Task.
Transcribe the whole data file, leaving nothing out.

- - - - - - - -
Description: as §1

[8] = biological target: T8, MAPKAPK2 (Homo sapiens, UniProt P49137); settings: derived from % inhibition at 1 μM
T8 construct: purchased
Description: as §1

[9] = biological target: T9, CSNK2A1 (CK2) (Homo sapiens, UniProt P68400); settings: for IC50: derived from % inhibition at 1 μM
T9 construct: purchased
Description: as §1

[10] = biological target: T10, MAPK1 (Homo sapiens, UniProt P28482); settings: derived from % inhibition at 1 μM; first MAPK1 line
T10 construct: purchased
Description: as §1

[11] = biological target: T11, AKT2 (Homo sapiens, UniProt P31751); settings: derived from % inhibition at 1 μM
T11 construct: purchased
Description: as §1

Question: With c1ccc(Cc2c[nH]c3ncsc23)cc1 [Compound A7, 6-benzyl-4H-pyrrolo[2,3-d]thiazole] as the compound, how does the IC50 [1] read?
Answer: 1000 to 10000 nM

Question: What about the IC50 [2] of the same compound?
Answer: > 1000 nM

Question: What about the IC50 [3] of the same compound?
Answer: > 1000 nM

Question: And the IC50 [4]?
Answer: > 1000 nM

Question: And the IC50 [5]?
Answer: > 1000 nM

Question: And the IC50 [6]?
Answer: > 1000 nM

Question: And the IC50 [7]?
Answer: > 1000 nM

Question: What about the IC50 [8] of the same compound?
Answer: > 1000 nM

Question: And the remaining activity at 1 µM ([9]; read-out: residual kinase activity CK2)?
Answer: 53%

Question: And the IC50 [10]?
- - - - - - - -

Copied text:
Description: as §1

[8] = biological target: T8, MAPKAPK2 (Homo sapiens, UniProt P49137); settings: derived from % inhibition at 1 μM
T8 construct: purchased
Description: as §1

[9] = biological target: T9, CSNK2A1 (CK2) (Homo sapiens, UniProt P68400); settings: for IC50: derived from % inhibition at 1 μM
T9 construct: purchased
Description: as §1

[10] = biological target: T10, MAPK1 (Homo sapiens, UniProt P28482); settings: derived from % inhibition at 1 μM; first MAPK1 line
T10 construct: purchased
Description: as §1

[11] = biological target: T11, AKT2 (Homo sapiens, UniProt P31751); settings: derived from % inhibition at 1 μM
T11 construct: purchased
Description: as §1

Question: With c1ccc(Cc2c[nH]c3ncsc23)cc1 [Compound A7, 6-benzyl-4H-pyrrolo[2,3-d]thiazole] as the compound, how does the IC50 [1] read?
Answer: 1000 to 10000 nM

Question: What about the IC50 [2] of the same compound?
Answer: > 1000 nM

Question: What about the IC50 [3] of the same compound?
Answer: > 1000 nM

Question: And the IC50 [4]?
Answer: > 1000 nM

Question: And the IC50 [5]?
Answer: > 1000 nM

Question: And the IC50 [6]?
Answer: > 1000 nM

Question: And the IC50 [7]?
Answer: > 1000 nM

Question: What about the IC50 [8] of the same compound?
Answer: > 1000 nM

Question: And the remaining activity at 1 µM ([9]; read-out: residual kinase activity CK2)?
Answer: 53%

Question: And the IC50 [10]?